To overcome that last obstacle, Mr. Gambari explained, the UN proposed a compromise: "We asked the governor of Kano if there was a country we could import the vaccine from that he would be comfortable with. He said Indonesia. We've encouraged [UNICEF] to ensure that enough vaccine is imported from Indonesia to cover the immunization needs of Kano. . . . All that remains is for the state and federal governments to sit down and work out the process."

Since then, Nigerian Health Minister Eyitayo Lambo has announced that the state and federal governments have resolved all remaining issues and that immunizations in Kano will proceed with vaccines from Indonesia. An early start is vital. To reach all of Kano's children after the long halt in immunizations, local officials will have to blanket the state with no fewer than six immunization campaigns before the end of the year. Should that happen, WHO officials report, a massive, coordinated regional campaign to contain the Nigerian outbreak would follow, involving the re-immunization of 74 million children in the rest of Nigeria and 21 other countries in West and Central Africa early in 2005.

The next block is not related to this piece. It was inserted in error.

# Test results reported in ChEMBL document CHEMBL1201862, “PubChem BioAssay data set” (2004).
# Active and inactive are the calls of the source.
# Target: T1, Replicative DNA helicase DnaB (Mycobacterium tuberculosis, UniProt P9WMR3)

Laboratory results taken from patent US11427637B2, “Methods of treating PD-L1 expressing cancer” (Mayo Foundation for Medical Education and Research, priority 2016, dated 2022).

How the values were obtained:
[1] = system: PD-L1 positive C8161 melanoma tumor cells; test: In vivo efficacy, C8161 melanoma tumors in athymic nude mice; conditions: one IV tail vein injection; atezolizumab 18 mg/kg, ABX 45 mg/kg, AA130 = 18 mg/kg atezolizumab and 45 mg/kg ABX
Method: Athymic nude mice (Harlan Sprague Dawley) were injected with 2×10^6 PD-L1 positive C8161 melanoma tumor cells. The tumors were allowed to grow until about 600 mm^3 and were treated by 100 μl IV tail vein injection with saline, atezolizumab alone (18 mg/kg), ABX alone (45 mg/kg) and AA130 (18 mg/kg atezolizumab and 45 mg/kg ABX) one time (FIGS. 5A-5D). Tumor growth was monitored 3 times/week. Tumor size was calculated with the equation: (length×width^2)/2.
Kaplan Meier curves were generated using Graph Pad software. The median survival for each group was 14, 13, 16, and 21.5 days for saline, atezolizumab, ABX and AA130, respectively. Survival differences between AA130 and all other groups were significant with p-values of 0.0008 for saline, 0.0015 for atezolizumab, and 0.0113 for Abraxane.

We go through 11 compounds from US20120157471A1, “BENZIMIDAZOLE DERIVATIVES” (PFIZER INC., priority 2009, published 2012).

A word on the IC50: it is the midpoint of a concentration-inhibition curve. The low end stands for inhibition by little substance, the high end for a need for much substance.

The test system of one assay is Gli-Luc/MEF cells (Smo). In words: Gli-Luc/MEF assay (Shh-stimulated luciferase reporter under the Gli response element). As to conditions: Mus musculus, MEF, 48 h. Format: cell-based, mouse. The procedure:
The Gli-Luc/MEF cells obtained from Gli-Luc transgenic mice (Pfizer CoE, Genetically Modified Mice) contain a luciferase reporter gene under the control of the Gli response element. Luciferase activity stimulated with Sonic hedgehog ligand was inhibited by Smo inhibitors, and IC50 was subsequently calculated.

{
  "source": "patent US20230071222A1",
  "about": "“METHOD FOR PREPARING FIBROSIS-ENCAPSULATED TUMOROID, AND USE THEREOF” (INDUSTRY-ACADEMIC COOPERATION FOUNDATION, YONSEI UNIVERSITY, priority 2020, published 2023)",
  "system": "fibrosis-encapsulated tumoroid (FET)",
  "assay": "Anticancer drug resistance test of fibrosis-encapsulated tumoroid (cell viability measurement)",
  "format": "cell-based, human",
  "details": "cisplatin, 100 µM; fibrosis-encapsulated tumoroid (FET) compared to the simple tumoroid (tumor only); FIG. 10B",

The US war on terrorism and the deaths of 11 children who participated in a 1996 drug test in Kano by the US pharmaceutical company Pfizer have contributed to public suspicion of the polio vaccine. The war is widely interpreted as an attack on Islam by residents of the area, and international pressure on the state to resume polio immunizations is perceived as coming most aggressively from the US.

But in the end, Mr. Gambari noted, it comes down to doing what is right for the children and good for Africa. "We told the leaders that this [crisis] is in no way in their interest. Nigeria is a leader in NEPAD [the continental development blueprint], it is a leader in trying to bring peace and stability and development to West Africa." And until Kano completes its vaccination programme, he concluded, "the situation is still serious. As long as all Nigerian children are not immunized, all the gains that have been made can still unravel."